What you need to know about the forces reshaping our industry.


February 10, 2021

Around the nation: Man kills 1, wounds 4 at Minnesota clinic

Daily Briefing

    Officials say the suspect, who turned himself in at the scene, acted alone, in today's bite-sized hospital and health industry news from the District of Columbia, Minnesota, and Texas.

    • Minnesota: A man on Tuesday opened fire at Allina Health Clinic in Minnesota, killing one person and injuring four other people. Officials have since arrested the suspect, Gregory Paul Ulrich, who turned himself in at the scene of the crime, the Washington Post reports. According to law enforcement officials, Ulrich has a history of "conflict" dating back to 2003. Officials believe Ulrich acted alone in this incident, but their investigation is ongoing. Authorities did not disclose a motive, although they said they think Ulrich targeted the clinic for personal reasons related to dissatisfaction with medical care he's previously received there. Allina Health in a statement said, "Our hearts our broken. … Right now, our focus is on supporting our staff, their families, and our patients" (Holcombe, CNN, 2/10; Hauck/Berg, USA Today, 2/9; Bailey/Gowen, Washington Post, 2/9).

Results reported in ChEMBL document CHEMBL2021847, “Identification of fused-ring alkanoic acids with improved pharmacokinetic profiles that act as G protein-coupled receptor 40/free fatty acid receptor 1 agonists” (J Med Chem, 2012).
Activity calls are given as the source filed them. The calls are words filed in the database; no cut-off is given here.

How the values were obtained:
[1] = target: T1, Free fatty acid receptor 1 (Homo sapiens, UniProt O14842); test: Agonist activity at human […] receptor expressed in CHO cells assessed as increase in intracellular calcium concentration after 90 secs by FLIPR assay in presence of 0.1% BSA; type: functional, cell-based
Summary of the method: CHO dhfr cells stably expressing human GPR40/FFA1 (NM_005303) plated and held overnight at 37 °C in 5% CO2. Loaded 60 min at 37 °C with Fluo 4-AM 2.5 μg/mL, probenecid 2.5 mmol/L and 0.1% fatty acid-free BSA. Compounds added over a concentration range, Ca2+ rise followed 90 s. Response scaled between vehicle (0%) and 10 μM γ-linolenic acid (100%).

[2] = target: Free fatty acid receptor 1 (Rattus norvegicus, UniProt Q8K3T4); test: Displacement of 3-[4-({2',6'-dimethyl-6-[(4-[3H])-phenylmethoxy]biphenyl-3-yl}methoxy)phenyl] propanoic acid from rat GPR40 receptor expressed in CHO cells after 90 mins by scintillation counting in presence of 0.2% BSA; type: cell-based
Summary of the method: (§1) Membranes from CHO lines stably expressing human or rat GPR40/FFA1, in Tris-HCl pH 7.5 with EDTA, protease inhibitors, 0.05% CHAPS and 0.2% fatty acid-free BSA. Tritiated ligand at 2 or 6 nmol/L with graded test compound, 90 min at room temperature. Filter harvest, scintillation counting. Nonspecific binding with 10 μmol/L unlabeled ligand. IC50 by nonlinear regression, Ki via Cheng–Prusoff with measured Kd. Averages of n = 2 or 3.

• District of Columbia: The Senate on Monday voted 87-7 to confirm Denis McDonough as Veterans Affairs (VA) secretary. McDonough has previously served as former President Barack Obama's chief of staff, as well as deputy national security advisor, chief of staff for the national security staff, and deputy national security advisor for strategic communications. As VA secretary, McDonough will oversee the Veterans Health Administration, which is the largest integrated health care system in the United States. During his confirmation hearing for the VA post last month, McDonough said President Biden has directed him "to focus on getting our veterans through" America's coronavirus epidemic (AP/Politico, 2/8; Rein, Washington Post, 2/8; Romo, NPR, 2/8).
    • Texas: Rep. Ron Wright (R-Texas) died on Sunday from Covid-19, two weeks after both he and his wife were hospitalized for the disease. Wright, who was 67, is the first sitting member of Congress to die from Covid-19. He had announced on Jan. 21 that he'd tested positive for the novel coronavirus "after coming in contact with an individual with the virus" the previous week. Wright also had been receiving treatment for stage 4 lung cancer, which he first announced on July 29, 2019 (Wallace, Houston Chronicle, 2/8; Jeffers/Benning, Dallas Morning News, 2/8; Hartley, Fort Worth Star-Telegram, 2/8).

    Have a Question?


    Ask our experts a question on any topic in health care by visiting our member portal, AskAdvisory.